"Read it again, Nana, again," exclaimed 2.75 year-old Khloe.
Classics will always bring that response from children. Especially if readers adhere to the strict requirement of utilizing different voices, sound effects, and actions. Guaranteed.
Some fun activities to do after reading (and rereading) The Three Billy-Goats Gruff:
~ Use blocks to build a bridge. Build on pieces of green, brown, and blue felt for setting the scene. Dig out the plastic farm goats and some ugly alien toy for re-enacting the story.
~ Use paper plates to make goat and troll masks. Cut out eye and mouth holes. Glue (and staple) on ears, horns, whiskers, beards, and so on. Use elastic or ribbons to tie in place. Add pieces of rope or leather to back of pants for tails. The bridge? A table for the troll to hide under.
~ Make play dough. Add sticks, rocks, plastic farm goats, and a troll figure. Build the set and act out the story.
~ Check out and watch a video version of The Three Billy-Goats Gruff from the library. While you are there, check out different versions of the same story. Read and compare them all. Vote for the favorite. Talk about illustrations and differences in books with the same story.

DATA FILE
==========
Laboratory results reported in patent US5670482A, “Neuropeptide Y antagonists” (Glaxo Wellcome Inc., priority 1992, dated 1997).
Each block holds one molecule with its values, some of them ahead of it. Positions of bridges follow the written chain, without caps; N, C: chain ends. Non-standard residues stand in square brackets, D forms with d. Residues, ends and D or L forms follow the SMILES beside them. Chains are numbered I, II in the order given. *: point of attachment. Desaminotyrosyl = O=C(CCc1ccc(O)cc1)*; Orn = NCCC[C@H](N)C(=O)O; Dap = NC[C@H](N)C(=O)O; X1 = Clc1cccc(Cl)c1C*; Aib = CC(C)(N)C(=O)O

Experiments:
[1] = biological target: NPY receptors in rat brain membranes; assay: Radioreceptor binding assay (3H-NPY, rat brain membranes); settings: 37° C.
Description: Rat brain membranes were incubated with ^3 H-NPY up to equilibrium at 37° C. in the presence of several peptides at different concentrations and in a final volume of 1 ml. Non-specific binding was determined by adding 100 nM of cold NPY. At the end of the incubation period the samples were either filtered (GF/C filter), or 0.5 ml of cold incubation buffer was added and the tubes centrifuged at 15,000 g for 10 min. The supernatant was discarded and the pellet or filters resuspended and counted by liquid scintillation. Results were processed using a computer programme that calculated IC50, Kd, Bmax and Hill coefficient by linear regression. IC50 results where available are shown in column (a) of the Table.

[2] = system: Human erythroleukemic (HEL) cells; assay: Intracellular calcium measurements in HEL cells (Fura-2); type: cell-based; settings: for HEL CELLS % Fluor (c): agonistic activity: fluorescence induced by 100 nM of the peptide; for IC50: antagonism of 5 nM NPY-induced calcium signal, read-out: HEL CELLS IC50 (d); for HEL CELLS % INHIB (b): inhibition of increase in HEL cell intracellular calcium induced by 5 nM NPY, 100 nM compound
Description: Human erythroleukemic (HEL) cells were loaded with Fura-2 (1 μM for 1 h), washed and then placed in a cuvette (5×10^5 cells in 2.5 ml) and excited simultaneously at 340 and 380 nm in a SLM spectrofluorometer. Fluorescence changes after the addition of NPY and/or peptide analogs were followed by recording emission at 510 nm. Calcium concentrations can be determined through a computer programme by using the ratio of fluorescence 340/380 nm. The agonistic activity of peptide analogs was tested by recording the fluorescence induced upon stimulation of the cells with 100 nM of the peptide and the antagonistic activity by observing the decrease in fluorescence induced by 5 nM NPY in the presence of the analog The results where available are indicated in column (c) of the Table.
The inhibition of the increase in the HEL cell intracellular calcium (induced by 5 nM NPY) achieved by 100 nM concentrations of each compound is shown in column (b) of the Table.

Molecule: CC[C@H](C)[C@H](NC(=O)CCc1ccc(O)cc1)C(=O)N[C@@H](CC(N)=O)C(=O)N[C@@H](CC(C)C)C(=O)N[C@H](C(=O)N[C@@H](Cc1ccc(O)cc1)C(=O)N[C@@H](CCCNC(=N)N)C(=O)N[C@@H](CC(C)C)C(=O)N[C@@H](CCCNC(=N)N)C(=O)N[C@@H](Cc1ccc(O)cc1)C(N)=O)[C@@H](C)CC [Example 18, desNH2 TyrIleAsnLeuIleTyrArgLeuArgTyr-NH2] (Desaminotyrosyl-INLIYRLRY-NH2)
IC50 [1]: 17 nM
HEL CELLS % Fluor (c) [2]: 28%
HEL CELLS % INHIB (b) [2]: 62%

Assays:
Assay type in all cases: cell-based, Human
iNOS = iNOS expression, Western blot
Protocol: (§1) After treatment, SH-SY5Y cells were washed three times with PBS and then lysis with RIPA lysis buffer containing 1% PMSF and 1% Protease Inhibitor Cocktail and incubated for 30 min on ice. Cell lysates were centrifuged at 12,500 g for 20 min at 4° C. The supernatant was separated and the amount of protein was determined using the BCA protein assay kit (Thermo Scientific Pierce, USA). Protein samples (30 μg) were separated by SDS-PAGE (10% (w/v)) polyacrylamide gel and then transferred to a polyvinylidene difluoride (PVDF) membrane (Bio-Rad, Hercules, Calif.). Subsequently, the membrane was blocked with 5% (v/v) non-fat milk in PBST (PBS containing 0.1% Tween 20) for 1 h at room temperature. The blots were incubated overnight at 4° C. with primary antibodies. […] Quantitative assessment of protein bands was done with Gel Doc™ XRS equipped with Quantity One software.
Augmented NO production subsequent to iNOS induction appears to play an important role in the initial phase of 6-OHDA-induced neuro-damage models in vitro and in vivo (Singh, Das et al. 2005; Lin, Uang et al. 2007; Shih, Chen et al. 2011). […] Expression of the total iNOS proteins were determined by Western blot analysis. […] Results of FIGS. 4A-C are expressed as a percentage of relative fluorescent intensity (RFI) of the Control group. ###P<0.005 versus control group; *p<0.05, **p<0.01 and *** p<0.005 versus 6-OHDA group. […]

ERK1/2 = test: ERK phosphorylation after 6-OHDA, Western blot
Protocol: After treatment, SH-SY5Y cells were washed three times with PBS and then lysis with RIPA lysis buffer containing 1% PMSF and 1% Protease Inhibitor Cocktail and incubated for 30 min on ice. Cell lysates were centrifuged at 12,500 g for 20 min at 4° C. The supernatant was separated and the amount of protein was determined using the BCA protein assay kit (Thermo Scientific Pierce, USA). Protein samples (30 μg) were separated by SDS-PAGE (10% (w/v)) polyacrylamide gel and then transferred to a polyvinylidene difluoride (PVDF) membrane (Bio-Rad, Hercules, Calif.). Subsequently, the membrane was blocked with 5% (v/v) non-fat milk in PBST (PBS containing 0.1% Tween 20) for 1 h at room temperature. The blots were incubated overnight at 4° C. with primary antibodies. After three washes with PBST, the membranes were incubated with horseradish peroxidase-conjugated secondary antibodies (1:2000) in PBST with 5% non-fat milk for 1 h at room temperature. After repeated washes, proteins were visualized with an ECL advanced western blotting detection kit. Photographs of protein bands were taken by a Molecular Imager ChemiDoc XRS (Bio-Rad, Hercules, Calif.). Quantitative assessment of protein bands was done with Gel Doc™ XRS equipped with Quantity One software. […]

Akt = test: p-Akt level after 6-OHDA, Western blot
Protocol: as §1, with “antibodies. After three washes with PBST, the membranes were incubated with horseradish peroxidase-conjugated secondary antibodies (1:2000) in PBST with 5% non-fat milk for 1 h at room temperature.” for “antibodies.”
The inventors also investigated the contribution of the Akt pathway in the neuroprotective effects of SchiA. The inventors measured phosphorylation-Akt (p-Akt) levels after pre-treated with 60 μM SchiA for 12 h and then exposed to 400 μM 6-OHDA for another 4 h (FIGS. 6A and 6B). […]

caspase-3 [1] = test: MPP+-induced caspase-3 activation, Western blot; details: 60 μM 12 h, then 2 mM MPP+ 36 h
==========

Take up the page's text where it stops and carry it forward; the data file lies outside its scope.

~ Fold a large sheet of construction paper (or take apart a brown paper grocery sack) into six sections. Let children draw each part of the story with markers.
*The troll hiding under the bridge.
*Little Billy-Goat Gruff tripping over the bridge.
*Middle Billy-Goat Gruff tripping over the bridge.
*Big Billy-Goat Gruff tripping over the bridge.
*Big Billy-Goat Gruff butting the troll off the bridge into the river.
*Three Billy-Goats getting fat on the hillside.
Really, kids love to act out this story! Beware, as you may soon be drafted to become any one of the characters.
Wednesday, August 6, 2014